Homemade rocks

Discussion in 'DIY - Do It Yourself' started by sirdarksol, Apr 15, 2010.

  1. sirdarksolFishlore LegendMember

    Yep. That's what I said.
    Homemade rocks.
    "Why," you might ask, "does Sirdarksol want to make something that is bountiful in nature?"
    The answer is that I need big rocks. These are heavy, difficult to work with, and expensive (if I want to buy them, and I don't have any good-looking rocks around here, so that'd be what I'm doing).
    In order to get around this, I'll be working with concrete to make large, interesting, hollow rock formations. Portland cement is okay to use in aquaria as long as you add aquarium-safe sand (easy enough) and you cure it in fresh water before adding it to the aquarium.
    In this way, I'll be able to get large "rocks" that don't weigh quite as much (making them easier to get in a tank that whose lip is five and a half feet off the ground), and get them in interesting shapes.
     
  2. LucyModeratorModerator Member

    Sounds pretty cool! Are they going to be solid or will mold the cement around chicken wire or something?
     




  3. peacemaker92Well Known MemberMember

    Sounds interesting! Hope to see some pics of your work soon, SDS! :) Best of luck!
     




  4. Goldwing_DonWell Known MemberMember

    All i have ever heard about MN is "if you like rocks you need to be a farmer in Minnesota". you get all you'll ever need". But i must say your idea does sound really good.
    need pictures to be sure :)
     




  5. sirdarksolFishlore LegendMember

    Sadly, I'm not a farmer. I live in a little suburb, and don't have access to any of the wonderful granite that I'd be finding if I had a sizable amount of land.

    I'm likely going to be doing a mold out of sand, since I worry about the metal in chicken wire leaching into the water.
     
  6. ldbrown3138Valued MemberMember

    I used to live near a bigger city and we had a cool "rock shop" They had a volcanic rock that was dark gray, smooth and varied in size from large grapefruit to basketball, the shapes varied. The best thing about this stone was it's weight, it was light, in fact some would float. It was easily worked as well, so I carved caves and tunnels. This type stone might be easier than making rock.
     
  7. Goldwing_DonWell Known MemberMember

    i have heard of people using rubber gloves or latex gloves to shape rocks.poor your rock mix over it.....just a thought
     
  8. ButterflyModeratorModerator Member

    Sometimes volcanic rock and Lava rock are a little rough for our fishes if they bump or rub against it.

    SDS that sounds like an excellent idea.

    Are you going to wear gloves? I hear alkali burns can result from fresh cement.

    Can you use styrofoam as a mold?

    You think of the neatest projects :) Keep us posted at to your progress.
    Carol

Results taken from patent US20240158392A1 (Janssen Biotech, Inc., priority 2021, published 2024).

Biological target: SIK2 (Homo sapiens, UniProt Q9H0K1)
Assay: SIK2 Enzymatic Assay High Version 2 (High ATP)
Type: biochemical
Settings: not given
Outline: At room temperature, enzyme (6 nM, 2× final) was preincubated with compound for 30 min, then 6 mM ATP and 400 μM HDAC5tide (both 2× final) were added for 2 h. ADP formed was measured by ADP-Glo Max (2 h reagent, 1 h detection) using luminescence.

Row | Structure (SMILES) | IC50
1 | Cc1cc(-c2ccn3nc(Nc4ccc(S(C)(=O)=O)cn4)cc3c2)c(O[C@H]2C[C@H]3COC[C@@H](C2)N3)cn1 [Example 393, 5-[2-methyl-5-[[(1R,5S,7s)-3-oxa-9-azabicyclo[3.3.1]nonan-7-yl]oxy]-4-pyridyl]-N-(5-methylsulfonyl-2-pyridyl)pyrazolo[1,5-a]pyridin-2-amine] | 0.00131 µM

9. sirdarksolFishlore LegendMember

    Yep, wearing gloves. I've got nitrile ones here, but I'll probably go out and get some elbow-length ones, just to be sure.
    I'd bet I could use styrofoam as a mold. Anything that won't melt from being wet (or from the alkaline chems. I'll probably go with sand for the first few because it's easy, it's reusable, and because wet sand will keep the concrete wet (it needs to remain wet to set).
     
  10. ButterflyModeratorModerator Member

    The reason I asked about the styrofom is because I saw a really cool rock wall made from styrofoam and cement.
    Carol
     
  11. sirdarksolFishlore LegendMember

    Once I get used to working with it, I will likely branch out and work with different materials to get different effects.
     
  12. FurallicahWell Known MemberMember

    Are you going to leave it the cement color or are you going to dye it with food dye? I've seen cement dyed before looks pretty cool...takes like a bottle of dye but it looks good. Not sure if it could harm the fish or seep out of your water....on second thought forget I even said it. I do look forward to seeing some pictures when your done with your rocks!
     
  13. harpua2002Fishlore VIPMember

    As far as I know, the cement color is safe for use. I believe all the styro/concrete backgrounds on cichlid-forum.com use the concrete dye.

    SDS, I seem to remember reading on cichlid-forum that at least one of the authors used salt water to cure the cement because it speeds up the process of leaching out the nasties. I don't know if there is any truth to this, but it might be something to think about. :)
     
  14. Red1313Fishlore VIPMember

    Hmmm... I would think that fresh water would draw anything that could dissolve out faster (less stuff dissolved in it already)... not sure how the salt would help the draw but I could be missing something I've never really looked into it...
     
  15. sirdarksolFishlore LegendMember

    That sounds like myth to me. The purer the water, the more space the water has to pull the salts out of the concrete.

    Anyway, I'd been planning on painting, actually. However, dyeing is an awesome idea. I may go with that.
     
  16. harpua2002Fishlore VIPMember

    Sweet, thanks for clearing that up you two. :)

    Chemistry was never one of my strong points. :p
     
  17. Red1313Fishlore VIPMember

    Osmosis is a big topic in biology lol. Unless the salt helps by triggering secondary "rxns" which doesn't sound likely I'm skeptical :p

    Glad to help :p
     
  18. harpua2002Fishlore VIPMember

    LOL.... I was a social sciences double major. It's easy to get out of bio and chem classes that way! :p
     
  19. ldbrown3138Valued MemberMember

     
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